“One of my students has difficulty with transitions. I’m concerned about one of my fourth graders. When we switch focus, she can’t seem to get her supplies (and her head) together for the new subject. It can take her up to 15 minutes to settle in. How can I help?”

Dr. Crandall: I can understand how frustrating this situation must be for you. It sounds like your student’s failure to meet expectations is not on purpose—and that’s important. Children generally want to do the right thing; if they are not able to do so, there are usually reasons. Identifying the reasons behind her disorganization can help you target your interventions.

I’ve found that when a student is unsuccessful in a task, it’s often because she hasn’t internalized the structures necessary to succeed. You can help her by being more explicit about what she needs to accomplish.

To start, meet with the student to talk about the different aspects of transitions. Make a list of items that she needs for each part of her day and assign each subject or portion of the day a color. Together, create a legend to remind her which color goes with which subject and materials. Then, when it is time for science, for example, just remind her to look at her green list and make sure she has everything she needs. Many of the directions during a student’s day are verbal, so try to add as many visual cues as possible to support the verbal ones.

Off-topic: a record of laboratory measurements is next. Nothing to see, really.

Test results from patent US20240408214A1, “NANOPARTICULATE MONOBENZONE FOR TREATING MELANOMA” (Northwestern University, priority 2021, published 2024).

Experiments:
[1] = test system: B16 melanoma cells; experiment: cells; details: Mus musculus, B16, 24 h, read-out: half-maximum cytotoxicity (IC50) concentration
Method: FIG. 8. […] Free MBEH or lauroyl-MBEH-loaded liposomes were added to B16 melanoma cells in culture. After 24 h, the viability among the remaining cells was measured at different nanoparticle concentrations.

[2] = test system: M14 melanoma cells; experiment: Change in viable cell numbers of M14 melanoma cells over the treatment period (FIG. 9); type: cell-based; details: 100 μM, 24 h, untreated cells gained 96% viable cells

Lastly, confer with the student’s parents to assess whether she has similar issues at home. If so, coordinate your efforts—organizing her space at home might help her to be more successful at school.


Q: “I’m worried about a latchkey kid. I know he’s home alone for several hours, and he’s struggling with his work.”

Dr. Crandall: It’s tricky to address concerns like these with parents. I recommend you start with the assumption that your student’s parents are doing the very best they can for their son. Begin by asking to meet in person with the family; a phone call may not convey the respect necessary for such a delicate conversation.

When you do meet, start by asking how the parents think their son is doing in school. Are they aware of his struggles? If so, to what do they attribute them? You might ask questions that will guide them to understand their son needs more supervision. For example, ask, “How much time does your son spend on his homework?” or “Is he consistently able to complete his homework unassisted?”

It may be that the parents simply can’t be at home in the afternoons. If this is the case, discuss ways they can still “be there” (e.g., check-in phone calls) or how they might make alternate plans, such as a homework club or an after-school activity.